Summary: Information Commissioner Rules That Specific Company Register Law Trumps Access to Information Law
|Request sent to||Business and Enterprise Register (BER)|
|Outcome of request||Information refused|
|Time taken to respond||6 working days (Deadline is 20 working days)|
|Reason for refusal
||Another law overrides FOI law
Only need to answer requests for individual records.
On 20 August 2013, Access Info sent a request to the Business and Enterprise Register, asking for access to a full copy of the Swiss company register database. The Swiss access to information law establishes a 20 working-day deadline for the public administration to respond to requests for information.
The Swiss Business and Enterprise Register responded on 5 September 2013, stating that their register was not public and that according to the rules for the protection of personal privacy, they were prohibited from transferring personal data to us. They also informed us, however, that this data could be accessed via private companies that sold access to the company register database.
We responded on 12 September 2013 that we were fully aware that private companies were selling the data, but we insisted that we were seeking access to the complete company register under the Swiss access to information law, and we asked them to please confirm if they were in effect covered by that law. We asked them to please provide us with the information requested, but to blank out the personal data if that was necessary under the data protection and personal privacy law.
On 19 September 2013, the Swiss Business and Enterprise Register responded that it was in fact covered by the access to information law but that it was also covered by the law on federal statistics and by the law on company registers. They argued that the latter laws provided for specific conditions for accessing information whilst the transparency law was of a more general nature. Therefore, they argued that the access to information law should be subordinated to the specific company register and federal statistics laws.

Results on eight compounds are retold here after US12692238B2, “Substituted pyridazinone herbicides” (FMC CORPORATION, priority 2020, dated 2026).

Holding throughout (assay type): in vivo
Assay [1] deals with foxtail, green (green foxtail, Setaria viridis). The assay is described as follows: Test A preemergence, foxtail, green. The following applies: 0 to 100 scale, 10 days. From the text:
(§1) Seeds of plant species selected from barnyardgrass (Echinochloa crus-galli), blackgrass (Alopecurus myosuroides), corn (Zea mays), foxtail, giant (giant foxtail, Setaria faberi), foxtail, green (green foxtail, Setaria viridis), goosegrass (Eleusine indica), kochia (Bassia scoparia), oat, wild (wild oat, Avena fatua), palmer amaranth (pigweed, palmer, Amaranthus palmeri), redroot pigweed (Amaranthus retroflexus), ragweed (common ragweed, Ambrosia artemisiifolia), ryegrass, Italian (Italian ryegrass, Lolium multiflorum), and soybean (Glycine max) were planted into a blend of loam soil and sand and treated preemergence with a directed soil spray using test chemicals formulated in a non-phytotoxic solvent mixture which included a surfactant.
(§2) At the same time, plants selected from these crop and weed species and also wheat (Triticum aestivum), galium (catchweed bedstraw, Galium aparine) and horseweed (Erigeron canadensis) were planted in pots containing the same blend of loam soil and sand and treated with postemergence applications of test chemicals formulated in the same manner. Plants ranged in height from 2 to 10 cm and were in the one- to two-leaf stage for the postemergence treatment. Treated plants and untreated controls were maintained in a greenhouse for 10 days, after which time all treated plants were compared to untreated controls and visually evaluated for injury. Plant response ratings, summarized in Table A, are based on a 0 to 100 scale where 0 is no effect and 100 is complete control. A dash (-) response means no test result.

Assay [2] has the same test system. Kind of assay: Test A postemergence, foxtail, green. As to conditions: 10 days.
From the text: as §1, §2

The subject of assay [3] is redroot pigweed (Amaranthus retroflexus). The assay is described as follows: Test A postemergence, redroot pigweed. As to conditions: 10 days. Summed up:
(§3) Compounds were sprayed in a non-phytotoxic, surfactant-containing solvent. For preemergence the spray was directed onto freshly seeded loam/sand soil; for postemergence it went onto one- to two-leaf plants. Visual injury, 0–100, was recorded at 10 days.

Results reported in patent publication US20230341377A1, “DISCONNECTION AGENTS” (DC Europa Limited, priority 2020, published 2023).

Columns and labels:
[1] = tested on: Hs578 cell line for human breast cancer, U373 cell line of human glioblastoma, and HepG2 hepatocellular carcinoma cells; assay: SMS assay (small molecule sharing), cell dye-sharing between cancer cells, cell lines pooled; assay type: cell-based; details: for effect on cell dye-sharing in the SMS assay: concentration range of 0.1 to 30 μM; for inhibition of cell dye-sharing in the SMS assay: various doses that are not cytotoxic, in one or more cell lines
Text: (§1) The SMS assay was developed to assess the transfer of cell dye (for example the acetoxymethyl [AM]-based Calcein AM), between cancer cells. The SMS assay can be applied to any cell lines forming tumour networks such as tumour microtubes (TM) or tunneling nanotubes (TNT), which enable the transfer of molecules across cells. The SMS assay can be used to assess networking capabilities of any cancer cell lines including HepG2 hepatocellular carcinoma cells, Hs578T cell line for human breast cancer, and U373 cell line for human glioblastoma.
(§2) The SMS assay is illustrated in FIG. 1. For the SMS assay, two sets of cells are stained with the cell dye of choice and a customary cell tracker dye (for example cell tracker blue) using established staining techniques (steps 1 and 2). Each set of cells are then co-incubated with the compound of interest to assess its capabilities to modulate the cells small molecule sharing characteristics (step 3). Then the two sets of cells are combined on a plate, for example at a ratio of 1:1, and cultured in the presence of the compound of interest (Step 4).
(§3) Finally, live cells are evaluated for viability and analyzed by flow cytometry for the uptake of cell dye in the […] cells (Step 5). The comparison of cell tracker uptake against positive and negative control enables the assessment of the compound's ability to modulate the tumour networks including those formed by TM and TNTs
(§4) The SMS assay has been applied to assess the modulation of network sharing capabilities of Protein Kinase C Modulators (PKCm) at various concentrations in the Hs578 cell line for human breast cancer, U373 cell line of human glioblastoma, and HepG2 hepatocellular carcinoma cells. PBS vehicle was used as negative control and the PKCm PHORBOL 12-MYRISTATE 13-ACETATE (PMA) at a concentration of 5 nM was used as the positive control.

On 26 September 2013, we asked what the procedures were for appealing against their decision, and were informed the following day that we should submit an complaint before the Federal Commissioner for Data Protection and Transparency.
On 9 October 2013, Access Info Europe appealed to the Swiss Commissioner for Data Protection and Transparency, calling on the institution to review whether the Federal Statistics Act should really take precedence over the Federal Act on the Principle of Freedom of Information Administration, given that the latter serves to give effect to a fundamental human right which in Access Info’s analysis means that it should prevail in case of a conflict between different laws.
On 25 November 2014, over one year after Access Info filed the complaint, the Swiss Commissioner for Data Protection and Transparency ruled that the Swiss Federal Office of Statistics, which is responsible for the Register of Business Entities was bound to respect the more specific laws on the company register, over the more general access to information law.
The Information Commissioner stated that since the law on access to information did not require the requestor to state the reasons for his or her request, there was no possibility of knowing whether the conditions for accessing the register under the specific company register laws had in fact been met in this case.
However, the Information Commissioner also called on the Federal Office of Statistics to pay attention to our arguments and to review the conditions for accessing the data in the company registers during the next revision of the company register law.
Accessing the Swiss Company Register
|Information available (for free)||The BER includes the following data:
The BER may include the following data:
|Provision for public access||It is free to access simple, non-certified information and cantonal, communal and confederation statistical services. You can search both at the federal level, and within specific cantons. However, you need to pay in order to get certified excerpts of information collected in the BER register from the FSO (article 13).
The FSO can only communicate data on the economic activities and the structure of the company if the concerned company does not expressly object to it and if the data cannot be linked to a particular deed that we can attribute to a company.
|Cost per record||Depends on the canton. For example the canton of Friburg:
General rules for each canton:
|Cost for whole database||Whole database cannot be downloaded or ordered. Specific information must be requested.|
Switzerland´s Right to Information (RTI) Rating (Click here)
Switzerland´s Federal Act on Freedom of Information in the Administration (Click here)
Switzerland’s company register (Click here)